“Look, when Firestone left in 1986 it was devastating for us,” Sinyard says. “Then, in 1990 Cooper Tire opened. We just got a report that 960 [Cooper] folks will be officially terminated by July 2. We’re going through this just like we did then. The up side is that our skilled workforce numbers will improve, and that will be an attraction for prospects.”
Hope For Tomorrow
In spite of the soured national economy and the Cooper job losses, optimism here remains bright.
At Albany’s Thronateeska Heritage Center a new planetarium features a high-tech light show in outer space that became the first of its kind in the nation when it opened in December.
“The next one is opening at Yale University anytime now,” says Thronateeska’s Executive Director Tommy Gregors. “But we installed the first high-definition digital system in the country. The total project was about $3.9 million and was funded through the SPLOST program.”
Thronateeska hosts some 6,000 people annually for its educational programs, another 5,000 visitors come during hours open to the public and 10,000 use the center for wedding receptions, birthday parties and other social events.
“Since the planetarium opened, we have seen an increase in attendance,” Gregors says. Thronateeska was created in 1974 as a history and natural science museum to tell the story of southwest Georgia. As it expanded over the years to include a planetarium and a more comprehensive science museum, it became a popular stop for kids, the public and visitors to the city.
Catherine Glover, the new president of the Albany Area Chamber of Commerce, has more than hospitality on her mind as she tracks those visitors and their habits. “For every person that comes here for one day and does not spend the night, they spend about $50,” she says, citing a 2007 study on state and local tourism.
“For every person we can encourage to spend the night, that goes up to $109 per person. What this means is actual tax relief to our community from the outside world. If you look at Georgia as a whole, each resident receives tax relief of $482 per person because of tourism.”
In 2007, Albany enjoyed $10 million in economic impact, thanks to tourists, conventioneers and other visitors, and hotel-motel occupancy rates were up 1.1 percent in the period 2007-2008, Glover says.
Glover sees Albany’s role in the civil rights movement and the election of the nation’s first African-American president as assets that can be mined for more tourist dollars, especially at the recently refurbished Albany Civil Rights Museum. To boost tourism, she has sent representatives to meet with motor coach associations in an attempt to attract tour groups to the city.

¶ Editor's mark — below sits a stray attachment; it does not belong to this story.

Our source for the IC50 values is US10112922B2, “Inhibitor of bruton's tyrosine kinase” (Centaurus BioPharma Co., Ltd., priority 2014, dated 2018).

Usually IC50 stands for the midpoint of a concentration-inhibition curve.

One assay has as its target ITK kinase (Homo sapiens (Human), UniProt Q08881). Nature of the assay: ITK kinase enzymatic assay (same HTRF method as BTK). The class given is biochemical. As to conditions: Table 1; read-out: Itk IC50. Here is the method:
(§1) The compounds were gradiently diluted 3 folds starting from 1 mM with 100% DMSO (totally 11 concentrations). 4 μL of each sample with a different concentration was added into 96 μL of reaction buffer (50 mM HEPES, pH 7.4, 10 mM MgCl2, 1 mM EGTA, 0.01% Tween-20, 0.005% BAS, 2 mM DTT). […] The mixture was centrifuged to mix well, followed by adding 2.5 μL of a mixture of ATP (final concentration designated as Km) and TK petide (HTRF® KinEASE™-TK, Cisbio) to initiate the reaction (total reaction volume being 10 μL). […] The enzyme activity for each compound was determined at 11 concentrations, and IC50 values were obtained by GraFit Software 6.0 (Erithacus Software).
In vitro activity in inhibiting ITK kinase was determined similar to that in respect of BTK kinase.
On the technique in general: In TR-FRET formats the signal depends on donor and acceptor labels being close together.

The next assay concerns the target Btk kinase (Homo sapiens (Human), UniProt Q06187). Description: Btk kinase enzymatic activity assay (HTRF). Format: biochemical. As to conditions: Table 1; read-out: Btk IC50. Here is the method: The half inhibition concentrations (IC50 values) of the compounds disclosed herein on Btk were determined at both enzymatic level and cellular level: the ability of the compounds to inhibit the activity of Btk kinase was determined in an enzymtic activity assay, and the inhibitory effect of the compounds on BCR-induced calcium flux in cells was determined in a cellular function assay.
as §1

Just like municipalities all across the state, Albany’s economy is threatened by national events, plant closings, layoffs and slow real estate sales, but there is one idea being floated out that many here view as the most serious threat to the city’s future: a dam across the Flint River near Thomaston to create a reservoir that might provide water (via a pipeline) to places as far away as Metro Atlanta.
“Historically, we’ve had more water than any other section of the state,” says Chuck Lingle, a retired Albany veterinarian and county commissioner recently appointed to the Lower Flint River Water Council, one of 10 such advisory councils around the state.
“I think it would be a travesty if we were unable to keep that water. That dam is a valid threat. That dam would just kill us.”
Lingle and others believe that building a dam and reservoir would have a crippling effect on the regional economy while diminishing the quality of life here and turning the lower Flint into an ankle-deep muddy stream.
“The Flint River is a tourist draw,” Lingle says. “And it provides our farmers with almost an unending source of irrigation, and we are an agriculture-based economy here.
“And there are those shoals right here in town where in the evening you can walk down to Turtle Grove Park and watch the water roll by.”
City of Albany
Chamber of Commerce
Dougherty County Commission229.431.2121
Dougherty County, 95,693; Albany, 75,825
Dougherty County, 9.3 percent; Albany, 8.7 percent; Georgia, 9.3 percent
Per Capita Income
Dougherty County, $26,349; Georgia, $32,095
Top 10 Employers
Marine Corps Logistics Base, Phoebe Putney Memorial Hospital, Dougherty County Board of Education, Procter & Gamble, City of Albany, Albany State University, Dougherty County government, MillerCoors, Palmyra Medical Center
Albany-Dougherty Economic Development Commission, Georgia Department of Labor, U.S. Census Bureau